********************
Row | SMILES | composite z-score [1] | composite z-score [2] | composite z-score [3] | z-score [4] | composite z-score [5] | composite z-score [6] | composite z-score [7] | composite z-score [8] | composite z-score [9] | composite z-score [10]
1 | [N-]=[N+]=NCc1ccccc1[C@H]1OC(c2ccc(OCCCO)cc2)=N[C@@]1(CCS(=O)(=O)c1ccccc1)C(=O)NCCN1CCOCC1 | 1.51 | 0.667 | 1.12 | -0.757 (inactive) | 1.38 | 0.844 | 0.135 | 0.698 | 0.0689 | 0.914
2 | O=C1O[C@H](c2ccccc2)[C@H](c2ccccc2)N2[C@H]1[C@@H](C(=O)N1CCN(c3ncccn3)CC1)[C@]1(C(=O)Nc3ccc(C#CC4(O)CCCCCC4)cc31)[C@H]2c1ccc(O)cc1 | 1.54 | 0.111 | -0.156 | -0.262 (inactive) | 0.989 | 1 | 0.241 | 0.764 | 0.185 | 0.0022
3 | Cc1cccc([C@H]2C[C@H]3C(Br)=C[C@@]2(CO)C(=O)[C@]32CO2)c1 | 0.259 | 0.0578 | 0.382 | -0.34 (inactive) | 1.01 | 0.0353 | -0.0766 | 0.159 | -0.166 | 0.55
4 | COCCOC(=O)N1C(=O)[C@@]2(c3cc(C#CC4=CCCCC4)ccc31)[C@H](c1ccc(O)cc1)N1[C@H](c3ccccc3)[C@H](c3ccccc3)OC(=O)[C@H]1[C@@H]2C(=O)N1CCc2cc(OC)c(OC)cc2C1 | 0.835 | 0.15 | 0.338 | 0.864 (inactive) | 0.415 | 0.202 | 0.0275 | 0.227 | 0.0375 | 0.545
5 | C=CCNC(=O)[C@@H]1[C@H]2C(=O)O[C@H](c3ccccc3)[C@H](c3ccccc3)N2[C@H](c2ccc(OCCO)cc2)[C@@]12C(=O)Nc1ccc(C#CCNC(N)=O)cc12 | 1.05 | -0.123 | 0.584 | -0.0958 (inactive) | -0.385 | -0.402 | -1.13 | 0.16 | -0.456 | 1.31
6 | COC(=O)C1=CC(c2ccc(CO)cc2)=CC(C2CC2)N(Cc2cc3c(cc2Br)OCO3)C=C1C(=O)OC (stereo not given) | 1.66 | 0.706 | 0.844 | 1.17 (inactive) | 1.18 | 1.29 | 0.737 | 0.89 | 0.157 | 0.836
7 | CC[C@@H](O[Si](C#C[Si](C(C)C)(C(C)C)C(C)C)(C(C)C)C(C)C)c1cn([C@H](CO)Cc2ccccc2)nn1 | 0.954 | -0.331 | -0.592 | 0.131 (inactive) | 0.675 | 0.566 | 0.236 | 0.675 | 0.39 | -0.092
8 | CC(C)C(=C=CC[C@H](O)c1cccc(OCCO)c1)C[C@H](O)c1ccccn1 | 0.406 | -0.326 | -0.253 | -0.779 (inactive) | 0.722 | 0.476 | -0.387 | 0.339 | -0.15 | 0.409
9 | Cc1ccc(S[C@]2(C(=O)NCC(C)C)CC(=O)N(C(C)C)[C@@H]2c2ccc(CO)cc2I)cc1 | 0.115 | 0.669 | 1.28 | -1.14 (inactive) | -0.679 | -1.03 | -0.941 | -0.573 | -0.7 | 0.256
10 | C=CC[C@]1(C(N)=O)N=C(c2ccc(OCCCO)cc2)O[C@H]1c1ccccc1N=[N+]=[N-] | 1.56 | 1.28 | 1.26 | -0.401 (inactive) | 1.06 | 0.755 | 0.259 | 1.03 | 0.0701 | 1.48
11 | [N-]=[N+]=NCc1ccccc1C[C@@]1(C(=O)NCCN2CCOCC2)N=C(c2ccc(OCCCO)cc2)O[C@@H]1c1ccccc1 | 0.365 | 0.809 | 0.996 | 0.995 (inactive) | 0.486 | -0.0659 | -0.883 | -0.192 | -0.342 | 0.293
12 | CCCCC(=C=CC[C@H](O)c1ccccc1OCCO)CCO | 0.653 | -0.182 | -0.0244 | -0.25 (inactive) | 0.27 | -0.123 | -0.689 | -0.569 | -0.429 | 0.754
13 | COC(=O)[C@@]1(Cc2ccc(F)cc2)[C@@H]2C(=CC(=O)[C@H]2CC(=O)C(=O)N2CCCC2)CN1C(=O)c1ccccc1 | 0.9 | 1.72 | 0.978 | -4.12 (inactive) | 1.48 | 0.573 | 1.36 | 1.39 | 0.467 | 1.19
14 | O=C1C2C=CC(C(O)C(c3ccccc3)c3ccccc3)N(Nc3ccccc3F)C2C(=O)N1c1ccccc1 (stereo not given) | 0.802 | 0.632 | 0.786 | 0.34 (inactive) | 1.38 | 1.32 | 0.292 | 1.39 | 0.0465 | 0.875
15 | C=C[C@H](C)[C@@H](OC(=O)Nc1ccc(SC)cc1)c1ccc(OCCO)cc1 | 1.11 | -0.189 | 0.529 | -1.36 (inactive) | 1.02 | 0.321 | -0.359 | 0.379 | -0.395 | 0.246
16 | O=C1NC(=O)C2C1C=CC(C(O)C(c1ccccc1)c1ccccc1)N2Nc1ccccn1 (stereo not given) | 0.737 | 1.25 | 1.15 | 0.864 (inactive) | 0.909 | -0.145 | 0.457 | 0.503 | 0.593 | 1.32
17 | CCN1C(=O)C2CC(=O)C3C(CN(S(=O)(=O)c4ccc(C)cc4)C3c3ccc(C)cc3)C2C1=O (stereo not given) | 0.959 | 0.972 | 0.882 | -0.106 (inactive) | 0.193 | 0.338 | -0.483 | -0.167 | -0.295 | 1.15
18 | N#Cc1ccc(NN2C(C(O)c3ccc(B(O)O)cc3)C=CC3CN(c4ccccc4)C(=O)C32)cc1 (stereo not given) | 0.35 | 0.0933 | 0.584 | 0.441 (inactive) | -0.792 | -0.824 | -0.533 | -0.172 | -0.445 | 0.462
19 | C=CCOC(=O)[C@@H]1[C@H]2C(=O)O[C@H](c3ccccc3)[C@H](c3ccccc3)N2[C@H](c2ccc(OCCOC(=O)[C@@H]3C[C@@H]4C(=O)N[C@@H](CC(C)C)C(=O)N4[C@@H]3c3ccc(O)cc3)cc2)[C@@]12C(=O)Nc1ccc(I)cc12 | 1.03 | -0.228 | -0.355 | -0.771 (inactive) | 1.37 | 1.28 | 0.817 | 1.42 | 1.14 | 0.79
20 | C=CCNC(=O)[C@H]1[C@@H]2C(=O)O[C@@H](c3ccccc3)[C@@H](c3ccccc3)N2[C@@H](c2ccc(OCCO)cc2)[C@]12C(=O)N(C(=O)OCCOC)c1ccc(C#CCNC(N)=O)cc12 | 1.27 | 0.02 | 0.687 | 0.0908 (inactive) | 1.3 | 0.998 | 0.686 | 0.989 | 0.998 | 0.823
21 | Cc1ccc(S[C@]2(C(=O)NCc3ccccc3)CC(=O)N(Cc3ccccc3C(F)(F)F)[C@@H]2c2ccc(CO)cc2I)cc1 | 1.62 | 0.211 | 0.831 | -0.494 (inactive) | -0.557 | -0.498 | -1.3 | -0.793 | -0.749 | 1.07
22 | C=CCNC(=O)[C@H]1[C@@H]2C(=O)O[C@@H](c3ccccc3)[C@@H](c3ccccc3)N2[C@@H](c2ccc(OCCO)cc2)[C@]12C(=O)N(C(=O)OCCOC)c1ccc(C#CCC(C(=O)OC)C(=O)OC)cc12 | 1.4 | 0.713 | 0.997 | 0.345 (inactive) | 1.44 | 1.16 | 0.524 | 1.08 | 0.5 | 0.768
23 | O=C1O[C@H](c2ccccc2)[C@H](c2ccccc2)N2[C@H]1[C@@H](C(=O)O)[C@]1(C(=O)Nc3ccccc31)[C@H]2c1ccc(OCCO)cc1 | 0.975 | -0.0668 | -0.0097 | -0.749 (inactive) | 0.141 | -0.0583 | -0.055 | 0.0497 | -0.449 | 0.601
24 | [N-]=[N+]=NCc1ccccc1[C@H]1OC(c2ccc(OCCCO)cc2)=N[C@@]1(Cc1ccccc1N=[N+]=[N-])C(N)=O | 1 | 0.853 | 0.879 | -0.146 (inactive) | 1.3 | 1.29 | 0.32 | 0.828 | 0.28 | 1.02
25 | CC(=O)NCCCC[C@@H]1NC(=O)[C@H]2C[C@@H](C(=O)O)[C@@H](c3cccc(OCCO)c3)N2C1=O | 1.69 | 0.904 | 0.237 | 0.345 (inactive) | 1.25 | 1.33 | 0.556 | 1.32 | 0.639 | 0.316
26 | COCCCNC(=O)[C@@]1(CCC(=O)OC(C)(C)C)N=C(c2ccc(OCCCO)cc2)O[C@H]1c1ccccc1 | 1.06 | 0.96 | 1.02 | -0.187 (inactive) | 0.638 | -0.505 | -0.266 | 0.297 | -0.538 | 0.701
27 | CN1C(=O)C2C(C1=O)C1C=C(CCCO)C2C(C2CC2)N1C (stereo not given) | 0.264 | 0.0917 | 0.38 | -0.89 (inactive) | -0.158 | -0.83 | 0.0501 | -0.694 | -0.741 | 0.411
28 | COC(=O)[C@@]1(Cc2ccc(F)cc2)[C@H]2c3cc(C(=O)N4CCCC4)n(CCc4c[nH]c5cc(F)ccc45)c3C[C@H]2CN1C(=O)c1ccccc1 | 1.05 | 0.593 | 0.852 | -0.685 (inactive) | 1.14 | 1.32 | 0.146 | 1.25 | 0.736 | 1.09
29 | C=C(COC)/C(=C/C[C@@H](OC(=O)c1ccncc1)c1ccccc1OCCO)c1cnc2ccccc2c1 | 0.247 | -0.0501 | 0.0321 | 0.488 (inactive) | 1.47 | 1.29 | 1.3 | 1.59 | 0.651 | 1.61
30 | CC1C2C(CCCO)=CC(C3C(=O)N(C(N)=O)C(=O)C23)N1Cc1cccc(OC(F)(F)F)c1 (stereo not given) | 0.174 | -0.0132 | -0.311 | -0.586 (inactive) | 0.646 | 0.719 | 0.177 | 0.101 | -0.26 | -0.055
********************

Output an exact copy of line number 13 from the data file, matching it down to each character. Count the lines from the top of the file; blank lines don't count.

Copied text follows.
12 | CCCCC(=C=CC[C@H](O)c1ccccc1OCCO)CCO | 0.653 | -0.182 | -0.0244 | -0.25 (inactive) | 0.27 | -0.123 | -0.689 | -0.569 | -0.429 | 0.754